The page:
New Hampshire Restaurant Owner Chooses to Close Rather Than Follow Mask Rules

The owner of a New Hampshire ice cream shop and diner has chosen to close his doors, rather than comply with the state's mask requirements.

Roselynn Ice Cream and Diner in Epping shut on Sunday after operating in violation of coronavirus rules requiring employees to wear masks or face coverings.

Owner Joe Bodge told WHDH that he would rather close his establishment than comply with guidance for businesses aimed at limiting the spread of coronavirus.

"We stood this long for what we believe in," he said. "What's our options? Do we cow down and figure out a way to follow the rules... or do we make a stand?

"It was a unanimous decision to make our stand, to say we're not going to bow down."

In a post on Facebook, the business told followers that it will remain closed until "further notice."

Bodge told Newsweek: "The state mandates employees who come close to customers must mask, but for customers it is only a recommendation. That's the state law.

"We have never hid that we are mask-free for various health reasons. We don't force people to stay, 95 percent of the people happily take their masks off as they walk through the door, our regulars don't even bother bring them in. People thank us for giving them a small sense of normalcy. We go overboard on sanitizing and have had 0 cases."

He said: "I opened this place for us to all do something together. A passion. A place to cook, bake and socialize.

Bodge said that he would only reopen his business, where signs supporting President Donald Trump have been put up on display, when the state's mask requirements change.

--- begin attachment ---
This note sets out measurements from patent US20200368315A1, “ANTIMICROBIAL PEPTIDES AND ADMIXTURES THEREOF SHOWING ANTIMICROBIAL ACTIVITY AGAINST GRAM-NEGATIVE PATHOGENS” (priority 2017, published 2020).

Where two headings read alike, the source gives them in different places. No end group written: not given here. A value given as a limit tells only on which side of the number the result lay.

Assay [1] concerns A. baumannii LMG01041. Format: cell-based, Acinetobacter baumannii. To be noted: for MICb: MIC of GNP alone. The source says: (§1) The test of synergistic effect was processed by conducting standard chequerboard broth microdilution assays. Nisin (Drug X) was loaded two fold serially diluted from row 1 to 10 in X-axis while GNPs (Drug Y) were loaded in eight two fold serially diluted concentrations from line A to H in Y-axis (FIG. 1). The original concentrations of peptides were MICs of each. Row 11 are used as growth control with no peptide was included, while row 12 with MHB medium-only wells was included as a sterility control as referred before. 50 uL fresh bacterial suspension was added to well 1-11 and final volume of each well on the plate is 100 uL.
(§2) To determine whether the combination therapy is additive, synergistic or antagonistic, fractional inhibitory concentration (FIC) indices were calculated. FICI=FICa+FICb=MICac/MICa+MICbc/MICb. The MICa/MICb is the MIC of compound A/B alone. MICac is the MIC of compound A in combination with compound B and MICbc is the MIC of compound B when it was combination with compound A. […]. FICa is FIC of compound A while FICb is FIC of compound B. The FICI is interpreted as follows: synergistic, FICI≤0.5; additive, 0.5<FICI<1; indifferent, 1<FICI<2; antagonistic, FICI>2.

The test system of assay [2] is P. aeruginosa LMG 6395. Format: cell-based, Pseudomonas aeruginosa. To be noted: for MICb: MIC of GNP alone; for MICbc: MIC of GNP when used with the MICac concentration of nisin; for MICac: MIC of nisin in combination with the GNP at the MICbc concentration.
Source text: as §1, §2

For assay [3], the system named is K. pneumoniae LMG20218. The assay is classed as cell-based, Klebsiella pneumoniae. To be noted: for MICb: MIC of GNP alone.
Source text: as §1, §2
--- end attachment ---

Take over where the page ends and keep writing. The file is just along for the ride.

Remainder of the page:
He said "science does not back" mask mandates, a sentiment that echoes Trump's rhetoric.

The president—who recently contracted coronavirus himself—has often contradicted the recommendations of his own White House coronavirus task force and the U.S. Centers for Disease Control and Prevention (CDC) on masks.

The CDC recommends the public wear masks in public settings around people who don't live in their household, especially when it is not possible to maintain social distancing.

In a 60 Minutes interview that aired Sunday, Dr. Anthony Fauci, a task force member and the nation's top infectious diseases expert, said there is "no doubt" that masks prevent the spread of the coronavirus.

Fauci also said Trump's suggestion that wearing a mask is a sign of weakness makes no sense to him. Trump has repeatedly issued verbal attacks against Fauci, including calling him "a disaster."

The Fauci interview aired after Twitter removed a tweet by White House coronavirus adviser, Dr. Scott Atlas, that claimed masks do not work. A Twitter spokesperson confirmed to Newsweek that the tweet had violated the platform's COVID-19 misleading information policy.

Atlas, a neuroradiologist with no expertise in infectious disease or epidemiology, joined the White House as an adviser in August. Since then, he has reportedly increasingly guided the Trump administration's coronavirus response, while Fauci and Dr. Deborah Birx, the White House coronavirus task force coordinator, have been largely sidelined.

Last month, Fauci told CNN's Brian Stelter that he was concerned Atlas was providing misleading or incorrect information on the pandemic to Trump. "Well yeah, I'm concerned that sometimes things are said that are really taken either out of context or actually incorrect," he said.

This article has been updated with additional comments from Joe Bodge.

A "wear a mask, protect your neighbor" sign is displayed at a restaurant on September 22, in New York City. Alexi Rosenfeld/Getty Images